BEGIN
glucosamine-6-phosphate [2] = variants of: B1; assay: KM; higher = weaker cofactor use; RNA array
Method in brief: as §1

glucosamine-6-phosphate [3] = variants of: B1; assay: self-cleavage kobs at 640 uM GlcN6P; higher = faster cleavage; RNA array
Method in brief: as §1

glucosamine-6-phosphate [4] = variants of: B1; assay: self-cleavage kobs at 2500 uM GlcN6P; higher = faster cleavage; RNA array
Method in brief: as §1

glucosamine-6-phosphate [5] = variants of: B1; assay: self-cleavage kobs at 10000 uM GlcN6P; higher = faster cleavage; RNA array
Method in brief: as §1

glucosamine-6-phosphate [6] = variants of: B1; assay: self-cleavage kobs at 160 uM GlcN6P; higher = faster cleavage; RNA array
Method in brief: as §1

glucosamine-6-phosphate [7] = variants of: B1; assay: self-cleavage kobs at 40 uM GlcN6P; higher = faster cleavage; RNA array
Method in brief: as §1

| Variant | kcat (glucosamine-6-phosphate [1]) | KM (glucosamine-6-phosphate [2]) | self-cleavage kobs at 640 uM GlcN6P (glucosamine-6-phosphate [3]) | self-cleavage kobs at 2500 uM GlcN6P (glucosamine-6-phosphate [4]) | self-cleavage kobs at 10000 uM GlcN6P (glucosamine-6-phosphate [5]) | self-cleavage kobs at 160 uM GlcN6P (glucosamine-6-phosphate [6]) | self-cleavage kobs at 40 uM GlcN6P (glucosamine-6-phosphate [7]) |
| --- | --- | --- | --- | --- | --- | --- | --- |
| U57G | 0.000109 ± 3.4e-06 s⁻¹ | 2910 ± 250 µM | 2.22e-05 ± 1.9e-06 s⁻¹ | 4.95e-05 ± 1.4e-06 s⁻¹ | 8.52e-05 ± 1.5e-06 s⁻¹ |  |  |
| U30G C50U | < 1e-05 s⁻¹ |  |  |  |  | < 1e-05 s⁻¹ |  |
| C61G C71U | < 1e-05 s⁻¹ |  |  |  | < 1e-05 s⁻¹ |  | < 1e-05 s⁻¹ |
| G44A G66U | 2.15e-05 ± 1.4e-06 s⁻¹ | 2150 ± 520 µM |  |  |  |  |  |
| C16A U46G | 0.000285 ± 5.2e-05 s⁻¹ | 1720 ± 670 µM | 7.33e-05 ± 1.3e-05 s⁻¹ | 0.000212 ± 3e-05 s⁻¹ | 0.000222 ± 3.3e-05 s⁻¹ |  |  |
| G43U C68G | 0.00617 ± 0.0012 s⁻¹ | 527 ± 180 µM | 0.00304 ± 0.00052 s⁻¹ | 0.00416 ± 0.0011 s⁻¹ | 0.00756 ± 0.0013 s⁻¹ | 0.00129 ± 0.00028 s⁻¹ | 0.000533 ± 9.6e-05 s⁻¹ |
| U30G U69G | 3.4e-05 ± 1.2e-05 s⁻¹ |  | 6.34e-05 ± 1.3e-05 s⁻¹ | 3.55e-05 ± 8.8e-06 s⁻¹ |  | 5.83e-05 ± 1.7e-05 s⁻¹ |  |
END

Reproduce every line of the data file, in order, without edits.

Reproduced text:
glucosamine-6-phosphate [2] = variants of: B1; assay: KM; higher = weaker cofactor use; RNA array
Method in brief: as §1

glucosamine-6-phosphate [3] = variants of: B1; assay: self-cleavage kobs at 640 uM GlcN6P; higher = faster cleavage; RNA array
Method in brief: as §1

glucosamine-6-phosphate [4] = variants of: B1; assay: self-cleavage kobs at 2500 uM GlcN6P; higher = faster cleavage; RNA array
Method in brief: as §1

glucosamine-6-phosphate [5] = variants of: B1; assay: self-cleavage kobs at 10000 uM GlcN6P; higher = faster cleavage; RNA array
Method in brief: as §1

glucosamine-6-phosphate [6] = variants of: B1; assay: self-cleavage kobs at 160 uM GlcN6P; higher = faster cleavage; RNA array
Method in brief: as §1

glucosamine-6-phosphate [7] = variants of: B1; assay: self-cleavage kobs at 40 uM GlcN6P; higher = faster cleavage; RNA array
Method in brief: as §1

| Variant | kcat (glucosamine-6-phosphate [1]) | KM (glucosamine-6-phosphate [2]) | self-cleavage kobs at 640 uM GlcN6P (glucosamine-6-phosphate [3]) | self-cleavage kobs at 2500 uM GlcN6P (glucosamine-6-phosphate [4]) | self-cleavage kobs at 10000 uM GlcN6P (glucosamine-6-phosphate [5]) | self-cleavage kobs at 160 uM GlcN6P (glucosamine-6-phosphate [6]) | self-cleavage kobs at 40 uM GlcN6P (glucosamine-6-phosphate [7]) |
| --- | --- | --- | --- | --- | --- | --- | --- |
| U57G | 0.000109 ± 3.4e-06 s⁻¹ | 2910 ± 250 µM | 2.22e-05 ± 1.9e-06 s⁻¹ | 4.95e-05 ± 1.4e-06 s⁻¹ | 8.52e-05 ± 1.5e-06 s⁻¹ |  |  |
| U30G C50U | < 1e-05 s⁻¹ |  |  |  |  | < 1e-05 s⁻¹ |  |
| C61G C71U | < 1e-05 s⁻¹ |  |  |  | < 1e-05 s⁻¹ |  | < 1e-05 s⁻¹ |
| G44A G66U | 2.15e-05 ± 1.4e-06 s⁻¹ | 2150 ± 520 µM |  |  |  |  |  |
| C16A U46G | 0.000285 ± 5.2e-05 s⁻¹ | 1720 ± 670 µM | 7.33e-05 ± 1.3e-05 s⁻¹ | 0.000212 ± 3e-05 s⁻¹ | 0.000222 ± 3.3e-05 s⁻¹ |  |  |
| G43U C68G | 0.00617 ± 0.0012 s⁻¹ | 527 ± 180 µM | 0.00304 ± 0.00052 s⁻¹ | 0.00416 ± 0.0011 s⁻¹ | 0.00756 ± 0.0013 s⁻¹ | 0.00129 ± 0.00028 s⁻¹ | 0.000533 ± 9.6e-05 s⁻¹ |
| U30G U69G | 3.4e-05 ± 1.2e-05 s⁻¹ |  | 6.34e-05 ± 1.3e-05 s⁻¹ | 3.55e-05 ± 8.8e-06 s⁻¹ |  | 5.83e-05 ± 1.7e-05 s⁻¹ |  |